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Twila Van Leer
Elder David Erickson, left, and his wife, Sister Cindy Erickson, directors of the Ogden FamilySearch Library, assist Tom Young, a missionary at the center, to do a computer search.

Remember that old Maytag repair man? He was described in Maytag's television ads as "the loneliest man in the world." That meant, obviously, that a Maytag product could be depended upon never to need a repairman, at least if you wanted to take their word for it. So, bored and waiting, the poor tech kept his lonely vigil.

Some members of The Church of Jesus Christ of Latter-day Saints whose assignments are to staff the thousands of family history centers around the world used to complain that they had similar experiences, often being the only ones to show up at the local center at the appointed time.

Things have changed. Today, hundreds of thousands of visitors flock to the centers in search of help for their family history objectives.

Last week, my friend, former co-worker and now fellow missionary Angelyn Hutchinson and I trekked to Ogden to visit the regional center there at 539 24th St. It was a great experience. In the world of family history centers, this is a supermarket with two buildings loaded with every conceivable tool to help serious researchers learn about and apply principles that expand their family lines and lead to redemptive work in temples.

We were greeted by the current center directors, David and Cindy Erickson, who are fulfilling a three-year assignment. They obviously take pride in the work that goes on under their leadership. They shared a presentation created to observe the center's recent 50th anniversary. That makes Ogden a patriarch among the near-5,000 centers now in operation around the world. Most of them have much shorter histories.

Ogden got a leg up on the do-it-yourself genealogy concept in 1966 when interested parties in the city petitioned the Utah Genealogical Society for inclusion. The program was housed in several locations as its mission expanded. Wherever it was centered, the objectives were the same: to help families cement eternal relationships by searching for kin and learning more about ancestors. The center's amenities, however, have always been open to all genealogists, regardless of religion, who have the same enthusiasm for ancestor-searching. Elder Erickson says some 6 to 7 percent of those who use the Ogden facility are not members of the LDS Church.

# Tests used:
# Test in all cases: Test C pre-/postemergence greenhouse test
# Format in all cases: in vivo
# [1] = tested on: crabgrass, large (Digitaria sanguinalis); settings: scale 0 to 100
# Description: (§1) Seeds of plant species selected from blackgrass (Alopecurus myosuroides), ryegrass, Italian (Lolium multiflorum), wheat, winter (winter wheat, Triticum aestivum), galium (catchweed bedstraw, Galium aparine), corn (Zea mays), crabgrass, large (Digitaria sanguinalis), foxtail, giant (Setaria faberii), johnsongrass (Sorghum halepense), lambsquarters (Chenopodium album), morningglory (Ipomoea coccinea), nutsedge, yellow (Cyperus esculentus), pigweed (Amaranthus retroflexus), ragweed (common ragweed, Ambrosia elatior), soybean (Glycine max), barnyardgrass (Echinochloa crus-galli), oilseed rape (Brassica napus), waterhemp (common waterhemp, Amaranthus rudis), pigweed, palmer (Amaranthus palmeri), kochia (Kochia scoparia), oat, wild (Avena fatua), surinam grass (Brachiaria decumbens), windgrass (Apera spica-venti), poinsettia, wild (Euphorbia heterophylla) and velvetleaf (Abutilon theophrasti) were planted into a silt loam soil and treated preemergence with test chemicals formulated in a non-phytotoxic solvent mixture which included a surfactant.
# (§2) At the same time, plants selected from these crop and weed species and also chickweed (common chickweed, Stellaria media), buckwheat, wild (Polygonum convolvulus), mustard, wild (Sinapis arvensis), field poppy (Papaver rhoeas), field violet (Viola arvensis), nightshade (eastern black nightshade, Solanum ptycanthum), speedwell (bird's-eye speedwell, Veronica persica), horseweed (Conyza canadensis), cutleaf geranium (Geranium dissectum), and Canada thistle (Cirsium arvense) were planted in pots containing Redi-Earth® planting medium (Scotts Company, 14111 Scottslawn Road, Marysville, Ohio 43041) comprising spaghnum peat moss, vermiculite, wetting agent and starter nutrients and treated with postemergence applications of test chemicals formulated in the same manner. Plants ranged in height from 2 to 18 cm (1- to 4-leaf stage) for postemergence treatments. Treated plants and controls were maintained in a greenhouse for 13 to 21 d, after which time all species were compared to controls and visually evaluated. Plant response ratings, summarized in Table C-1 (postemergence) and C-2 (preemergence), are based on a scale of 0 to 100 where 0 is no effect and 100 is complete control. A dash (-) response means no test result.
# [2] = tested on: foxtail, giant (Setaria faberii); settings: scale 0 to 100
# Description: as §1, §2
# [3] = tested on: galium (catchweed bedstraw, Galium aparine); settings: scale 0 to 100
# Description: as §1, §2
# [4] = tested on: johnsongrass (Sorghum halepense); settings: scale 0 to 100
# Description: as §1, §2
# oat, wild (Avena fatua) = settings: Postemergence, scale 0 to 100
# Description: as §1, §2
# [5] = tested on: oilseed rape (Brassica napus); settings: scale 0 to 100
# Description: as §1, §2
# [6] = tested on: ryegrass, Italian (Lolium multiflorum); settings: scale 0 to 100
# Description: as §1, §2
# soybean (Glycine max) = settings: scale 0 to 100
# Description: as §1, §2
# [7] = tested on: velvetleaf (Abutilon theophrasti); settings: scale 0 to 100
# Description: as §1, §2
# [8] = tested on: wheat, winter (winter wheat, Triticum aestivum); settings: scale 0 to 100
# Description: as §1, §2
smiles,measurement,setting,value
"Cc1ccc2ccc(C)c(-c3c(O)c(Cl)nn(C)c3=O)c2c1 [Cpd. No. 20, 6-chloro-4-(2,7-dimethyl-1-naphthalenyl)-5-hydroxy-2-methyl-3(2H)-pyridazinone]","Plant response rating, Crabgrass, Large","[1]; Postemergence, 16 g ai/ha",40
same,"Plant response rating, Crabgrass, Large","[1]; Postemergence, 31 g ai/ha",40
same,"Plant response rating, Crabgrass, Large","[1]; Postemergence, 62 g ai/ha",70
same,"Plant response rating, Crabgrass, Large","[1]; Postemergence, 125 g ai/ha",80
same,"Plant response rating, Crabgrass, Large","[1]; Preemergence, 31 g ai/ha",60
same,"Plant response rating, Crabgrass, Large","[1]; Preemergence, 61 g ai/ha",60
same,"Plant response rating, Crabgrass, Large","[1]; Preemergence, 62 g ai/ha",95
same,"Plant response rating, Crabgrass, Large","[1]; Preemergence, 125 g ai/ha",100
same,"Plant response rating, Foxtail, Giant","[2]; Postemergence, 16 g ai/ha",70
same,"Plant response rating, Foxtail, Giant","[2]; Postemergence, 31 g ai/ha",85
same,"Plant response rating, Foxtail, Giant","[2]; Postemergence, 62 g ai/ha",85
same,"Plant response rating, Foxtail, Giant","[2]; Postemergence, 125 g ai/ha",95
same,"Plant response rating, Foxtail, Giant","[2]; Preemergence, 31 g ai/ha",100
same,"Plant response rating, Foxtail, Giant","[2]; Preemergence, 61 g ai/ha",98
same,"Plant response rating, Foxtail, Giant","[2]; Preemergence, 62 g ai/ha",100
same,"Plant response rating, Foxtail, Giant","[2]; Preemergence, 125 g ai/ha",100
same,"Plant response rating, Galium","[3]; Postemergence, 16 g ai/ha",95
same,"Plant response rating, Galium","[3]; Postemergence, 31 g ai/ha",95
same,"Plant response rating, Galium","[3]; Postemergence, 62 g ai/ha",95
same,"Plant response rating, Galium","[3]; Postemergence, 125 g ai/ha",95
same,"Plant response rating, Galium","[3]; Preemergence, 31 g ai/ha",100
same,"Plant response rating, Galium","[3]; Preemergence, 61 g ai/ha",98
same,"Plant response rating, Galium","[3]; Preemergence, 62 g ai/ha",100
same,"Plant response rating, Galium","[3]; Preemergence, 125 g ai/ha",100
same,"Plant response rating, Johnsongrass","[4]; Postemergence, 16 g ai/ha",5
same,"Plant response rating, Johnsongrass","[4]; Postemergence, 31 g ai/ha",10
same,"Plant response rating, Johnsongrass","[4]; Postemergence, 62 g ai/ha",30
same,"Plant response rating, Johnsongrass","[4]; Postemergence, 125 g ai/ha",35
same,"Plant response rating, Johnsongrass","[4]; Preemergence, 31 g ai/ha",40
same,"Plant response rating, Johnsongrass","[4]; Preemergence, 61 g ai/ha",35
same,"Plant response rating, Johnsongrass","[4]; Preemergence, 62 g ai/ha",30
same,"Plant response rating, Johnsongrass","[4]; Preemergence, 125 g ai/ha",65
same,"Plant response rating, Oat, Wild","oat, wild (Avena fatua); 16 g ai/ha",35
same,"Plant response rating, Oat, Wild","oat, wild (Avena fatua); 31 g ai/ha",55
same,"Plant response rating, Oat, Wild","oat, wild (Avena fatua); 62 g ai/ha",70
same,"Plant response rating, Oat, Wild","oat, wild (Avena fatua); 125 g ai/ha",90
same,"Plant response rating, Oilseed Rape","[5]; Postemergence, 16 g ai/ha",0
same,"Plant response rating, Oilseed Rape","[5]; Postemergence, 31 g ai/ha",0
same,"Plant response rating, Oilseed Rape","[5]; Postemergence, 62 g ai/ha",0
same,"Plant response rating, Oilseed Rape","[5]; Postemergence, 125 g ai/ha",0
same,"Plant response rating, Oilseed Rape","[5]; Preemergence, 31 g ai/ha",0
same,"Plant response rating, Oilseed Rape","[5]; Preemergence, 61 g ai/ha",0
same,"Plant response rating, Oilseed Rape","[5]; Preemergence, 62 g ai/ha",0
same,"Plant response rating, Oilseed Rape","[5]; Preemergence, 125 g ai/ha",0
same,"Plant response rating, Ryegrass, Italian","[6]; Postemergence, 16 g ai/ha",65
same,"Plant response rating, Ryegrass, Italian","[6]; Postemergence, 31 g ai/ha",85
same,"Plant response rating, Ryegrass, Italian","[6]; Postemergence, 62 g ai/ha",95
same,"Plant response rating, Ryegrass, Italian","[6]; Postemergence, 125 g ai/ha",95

The current home consists of an old Weber College Institute building that was added to the complex when the program outgrew a separate building completed in 1977.

An estimated 28,000 visits are recorded each year. People come for personal help with genealogical searches (324 missionaries take shifts, ready and trained to help), they can attend classes on a wide range of topics and they can log into the Relative Finder site at relativefinder.org and see to whom they are related among the world's popular and notable. Patrons can scan photos (25 at a session) or other printed materials and have books digitized and added to the church collection of online-available volumes (find them on FamilySearch.org). Also, they can create books of their own and they can check archives to see if they have pioneer ancestors. Or they can try a slice of "Grandma's pie" to determine what percentage of their makeup comes from what countries, and they can also take a cemetery tour. The list goes on and on.

Nancy Harrop, of North Ogden, said she has been using the center's resources to pursue her family history focus: double-checking for children who might not have been sealed to their families. For instance, sometimes in earlier days, a child who died early might not have been recorded.

"I check into all the dead ends," she said.

She has found several little ones and seen to it that they are sealed to their families. Among these are a sister of one of her great-grandmothers, a child who had been overlooked in the pioneer-era records.

Ogden is one of 15 regional centers that offer services beyond the ordinary. Another one will open in Layton in November.

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But at all the local centers, microfilm has almost disappeared and digital records have eased the search. Even in the smallest of the centers, there is capacity to digitize photos and other records.

If you haven't visited your neighborhood family history center in a while, plan to do so soon. The Maytag repairman is awake and on the move.

Family History Centers

Established: 1964

Local centers: 4,946 as of September 2016

Large regional libraries: 15, located in Western U.S.

Countries served: 132

Estimated 2015 visitors: 790,000

Estimated 2015 non-LDS visitors: 154,000

Twila Van Leer is a former Deseret News editor and staff writer who serves as a family history missionary.